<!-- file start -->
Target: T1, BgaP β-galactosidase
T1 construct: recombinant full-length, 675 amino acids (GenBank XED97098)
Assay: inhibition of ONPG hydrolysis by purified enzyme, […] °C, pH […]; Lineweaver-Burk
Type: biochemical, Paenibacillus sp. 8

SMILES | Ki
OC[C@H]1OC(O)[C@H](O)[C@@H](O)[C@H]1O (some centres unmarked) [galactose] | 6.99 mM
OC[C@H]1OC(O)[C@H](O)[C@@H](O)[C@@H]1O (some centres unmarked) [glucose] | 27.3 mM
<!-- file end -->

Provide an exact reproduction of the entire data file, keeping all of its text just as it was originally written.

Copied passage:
Target: T1, BgaP β-galactosidase
T1 construct: recombinant full-length, 675 amino acids (GenBank XED97098)
Assay: inhibition of ONPG hydrolysis by purified enzyme, […] °C, pH […]; Lineweaver-Burk
Type: biochemical, Paenibacillus sp. 8

SMILES | Ki
OC[C@H]1OC(O)[C@H](O)[C@@H](O)[C@H]1O (some centres unmarked) [galactose] | 6.99 mM
OC[C@H]1OC(O)[C@H](O)[C@@H](O)[C@@H]1O (some centres unmarked) [glucose] | 27.3 mM